Clause: Extra, Extra, Read All About It

Hotel hereby confirms a Group single/double sleeping room rate of $100. Current tax charged on sleeping rooms is 12 percent, including 8 percent sales tax and 4 percent occupancy tax. Neither Group nor its attendees will be responsible for paying any taxes or surcharges on guest sleeping rooms not enumerated in this contract or otherwise disclosed to Group and its attendees unless required by law. Hotel will inform Group of any changes in tax rates or types that will affect Group or its attendees.

Effect: A Taxing Situation

Many attendees — and sometimes meeting planners — are startled to discover how much a $100 per-night sleeping room actually costs because of sales tax, occupancy or bed tax, and other fees that hotels levy on sleeping rooms. If attendees are paying for their own sleeping room nights, taxes that add an extra 5 percent to 25 percent can be an unpleasant surprise. If the group is paying for these sleeping room nights, these “extras” can add up significantly — even if the group is only paying “room and tax” for attendees. In most areas in the United States, hotels are required by law to charge tax on sleeping rooms. The sample clause above simply requires that hotels disclose the exact amount of taxes and fees up front. A tax-exempt group may be exempt from sales tax but not from occupancy tax, so it is helpful to break out the different types of taxes.

Some meeting planners, unfortunately, do not consider the tax rate when they are comparing meeting destinations. A clause that requires disclosure of tax rates allows the meeting planner to make the evaluation, for example, that a $100 sleeping room rate in an area that charges 20 percent in taxes is not as good a deal as a $110 rate in an area with 5 percent taxes. This is also true with budget items such as food and beverage, AV, and meeting room rental.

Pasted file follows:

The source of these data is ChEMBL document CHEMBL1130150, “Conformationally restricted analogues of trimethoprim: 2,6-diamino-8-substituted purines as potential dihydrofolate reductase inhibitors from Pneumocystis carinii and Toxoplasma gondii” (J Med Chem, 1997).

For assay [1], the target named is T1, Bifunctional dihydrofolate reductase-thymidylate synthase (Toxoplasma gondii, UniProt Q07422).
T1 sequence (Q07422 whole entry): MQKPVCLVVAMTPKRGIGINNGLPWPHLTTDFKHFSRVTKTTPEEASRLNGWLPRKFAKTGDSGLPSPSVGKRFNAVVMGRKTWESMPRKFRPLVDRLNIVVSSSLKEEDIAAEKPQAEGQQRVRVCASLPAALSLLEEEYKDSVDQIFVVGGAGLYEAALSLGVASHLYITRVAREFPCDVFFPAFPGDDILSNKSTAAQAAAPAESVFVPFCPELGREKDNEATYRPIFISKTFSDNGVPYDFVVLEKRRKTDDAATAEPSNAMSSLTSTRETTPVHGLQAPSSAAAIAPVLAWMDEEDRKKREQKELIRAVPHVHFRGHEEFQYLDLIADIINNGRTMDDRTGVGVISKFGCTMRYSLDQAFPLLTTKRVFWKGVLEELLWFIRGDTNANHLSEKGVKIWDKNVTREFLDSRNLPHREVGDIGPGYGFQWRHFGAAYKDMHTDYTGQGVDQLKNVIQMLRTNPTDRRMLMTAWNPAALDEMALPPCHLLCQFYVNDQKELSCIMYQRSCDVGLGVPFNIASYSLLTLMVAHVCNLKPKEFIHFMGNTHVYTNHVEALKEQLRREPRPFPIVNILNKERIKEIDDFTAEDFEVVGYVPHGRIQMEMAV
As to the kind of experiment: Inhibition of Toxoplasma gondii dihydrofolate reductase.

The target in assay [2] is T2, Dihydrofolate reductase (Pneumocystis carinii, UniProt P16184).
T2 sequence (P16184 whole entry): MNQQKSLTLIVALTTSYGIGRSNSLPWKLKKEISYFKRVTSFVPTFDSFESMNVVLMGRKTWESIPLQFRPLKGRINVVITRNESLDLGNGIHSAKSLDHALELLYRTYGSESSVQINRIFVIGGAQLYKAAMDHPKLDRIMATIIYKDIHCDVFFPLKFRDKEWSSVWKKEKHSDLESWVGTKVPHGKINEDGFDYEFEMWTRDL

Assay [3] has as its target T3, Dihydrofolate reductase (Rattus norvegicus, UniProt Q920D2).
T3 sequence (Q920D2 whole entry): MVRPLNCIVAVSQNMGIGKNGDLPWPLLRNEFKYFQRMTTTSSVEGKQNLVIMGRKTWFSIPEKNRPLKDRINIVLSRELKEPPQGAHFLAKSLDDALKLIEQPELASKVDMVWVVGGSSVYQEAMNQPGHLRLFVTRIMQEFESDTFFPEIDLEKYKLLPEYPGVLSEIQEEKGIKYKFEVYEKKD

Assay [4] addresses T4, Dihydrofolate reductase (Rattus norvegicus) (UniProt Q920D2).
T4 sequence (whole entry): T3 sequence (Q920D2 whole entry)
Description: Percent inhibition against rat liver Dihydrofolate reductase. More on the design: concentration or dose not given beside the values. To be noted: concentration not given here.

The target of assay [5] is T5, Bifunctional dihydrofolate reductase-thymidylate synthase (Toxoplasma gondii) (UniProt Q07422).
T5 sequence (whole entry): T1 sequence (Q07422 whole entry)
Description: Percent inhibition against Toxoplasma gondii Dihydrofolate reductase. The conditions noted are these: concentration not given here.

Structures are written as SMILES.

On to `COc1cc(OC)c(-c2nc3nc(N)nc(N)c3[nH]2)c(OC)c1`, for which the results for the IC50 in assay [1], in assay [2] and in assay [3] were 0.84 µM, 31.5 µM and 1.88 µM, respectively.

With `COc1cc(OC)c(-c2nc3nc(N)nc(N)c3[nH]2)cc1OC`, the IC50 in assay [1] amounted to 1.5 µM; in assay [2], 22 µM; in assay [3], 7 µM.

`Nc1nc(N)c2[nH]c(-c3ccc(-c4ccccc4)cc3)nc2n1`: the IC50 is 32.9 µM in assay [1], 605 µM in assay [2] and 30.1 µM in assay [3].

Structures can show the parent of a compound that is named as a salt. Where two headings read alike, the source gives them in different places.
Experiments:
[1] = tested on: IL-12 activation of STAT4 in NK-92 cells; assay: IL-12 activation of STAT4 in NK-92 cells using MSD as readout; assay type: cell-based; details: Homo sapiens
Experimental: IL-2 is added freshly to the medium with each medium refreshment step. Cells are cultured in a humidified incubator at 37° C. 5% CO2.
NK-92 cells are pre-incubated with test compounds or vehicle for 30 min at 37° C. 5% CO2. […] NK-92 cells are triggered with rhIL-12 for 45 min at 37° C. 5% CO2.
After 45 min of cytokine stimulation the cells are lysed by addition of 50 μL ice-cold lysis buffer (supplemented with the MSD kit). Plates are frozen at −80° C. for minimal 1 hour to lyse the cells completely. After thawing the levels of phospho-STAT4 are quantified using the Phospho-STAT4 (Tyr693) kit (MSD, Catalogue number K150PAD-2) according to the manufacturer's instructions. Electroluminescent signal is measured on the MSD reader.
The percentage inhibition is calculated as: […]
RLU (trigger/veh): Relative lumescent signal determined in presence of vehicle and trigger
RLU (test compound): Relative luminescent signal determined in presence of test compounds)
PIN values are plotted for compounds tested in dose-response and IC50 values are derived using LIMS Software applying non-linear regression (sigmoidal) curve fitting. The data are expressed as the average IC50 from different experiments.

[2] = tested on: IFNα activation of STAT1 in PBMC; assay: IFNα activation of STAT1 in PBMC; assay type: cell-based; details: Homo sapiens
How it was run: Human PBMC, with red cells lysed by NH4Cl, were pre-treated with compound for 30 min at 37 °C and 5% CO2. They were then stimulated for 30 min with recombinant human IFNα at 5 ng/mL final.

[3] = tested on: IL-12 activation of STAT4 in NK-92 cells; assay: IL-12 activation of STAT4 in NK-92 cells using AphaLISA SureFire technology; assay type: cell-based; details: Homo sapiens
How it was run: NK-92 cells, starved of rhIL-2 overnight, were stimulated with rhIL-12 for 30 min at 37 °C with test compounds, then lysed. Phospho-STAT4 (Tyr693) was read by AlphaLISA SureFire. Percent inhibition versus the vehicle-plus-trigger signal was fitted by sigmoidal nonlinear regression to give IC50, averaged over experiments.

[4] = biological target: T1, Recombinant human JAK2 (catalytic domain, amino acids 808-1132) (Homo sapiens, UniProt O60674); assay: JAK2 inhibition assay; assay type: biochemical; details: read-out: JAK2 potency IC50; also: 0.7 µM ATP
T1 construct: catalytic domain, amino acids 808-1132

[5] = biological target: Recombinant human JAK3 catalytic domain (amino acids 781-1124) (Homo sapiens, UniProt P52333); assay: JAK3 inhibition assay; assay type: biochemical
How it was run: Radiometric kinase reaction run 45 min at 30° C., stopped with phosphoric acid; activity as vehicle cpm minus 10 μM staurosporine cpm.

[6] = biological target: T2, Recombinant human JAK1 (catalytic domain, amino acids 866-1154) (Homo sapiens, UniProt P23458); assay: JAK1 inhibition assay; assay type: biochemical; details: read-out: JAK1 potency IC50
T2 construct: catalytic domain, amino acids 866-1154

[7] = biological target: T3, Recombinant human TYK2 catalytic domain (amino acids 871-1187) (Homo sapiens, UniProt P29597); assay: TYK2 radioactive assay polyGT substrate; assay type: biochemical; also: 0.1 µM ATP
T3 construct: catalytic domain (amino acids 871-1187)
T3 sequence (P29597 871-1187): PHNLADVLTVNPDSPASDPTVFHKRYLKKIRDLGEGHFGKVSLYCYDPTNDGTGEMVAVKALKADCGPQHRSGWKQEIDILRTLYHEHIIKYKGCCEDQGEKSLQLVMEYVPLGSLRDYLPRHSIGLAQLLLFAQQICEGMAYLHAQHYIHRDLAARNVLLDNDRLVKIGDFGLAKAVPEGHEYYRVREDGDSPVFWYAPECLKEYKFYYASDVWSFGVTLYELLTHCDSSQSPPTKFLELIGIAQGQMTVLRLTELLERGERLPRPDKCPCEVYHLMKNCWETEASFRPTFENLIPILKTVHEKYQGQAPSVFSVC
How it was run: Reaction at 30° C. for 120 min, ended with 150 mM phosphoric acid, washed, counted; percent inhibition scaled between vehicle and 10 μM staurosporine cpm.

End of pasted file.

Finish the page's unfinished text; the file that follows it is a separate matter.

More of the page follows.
Although the energy surcharge issue was resolved in favor of meeting groups, it would not be surprising to see new surcharges on rooms surface as hotels attempt to keep their sleeping room rates competitive. Adding a clause like this to a hotel contract requires the hotel to affirmatively disclose any surcharges that are part of the total amount paid by hotel guests for sleeping rooms and relieves the group and its attendees from paying any surcharges that have not been disclosed by the hotel. Groups can then pass this information along to attendees and avoid unpleasant surprises upon check-out or review of the master bill.

Some savvy planners even have the hotel complete a “Hotel Disclosure Checklist” at the time of contracting, requiring the hotel to disclose surcharges for local calls, long distance calls, Internet access, newspaper delivery, and other services associated with guest rooms. Forewarned is forearmed, after all.

Tyra W. Hilliard, Esq., CMP ( is a meeting industry lawyer and assistant professor of event and meeting management at The George Washington University in Washington, D.C.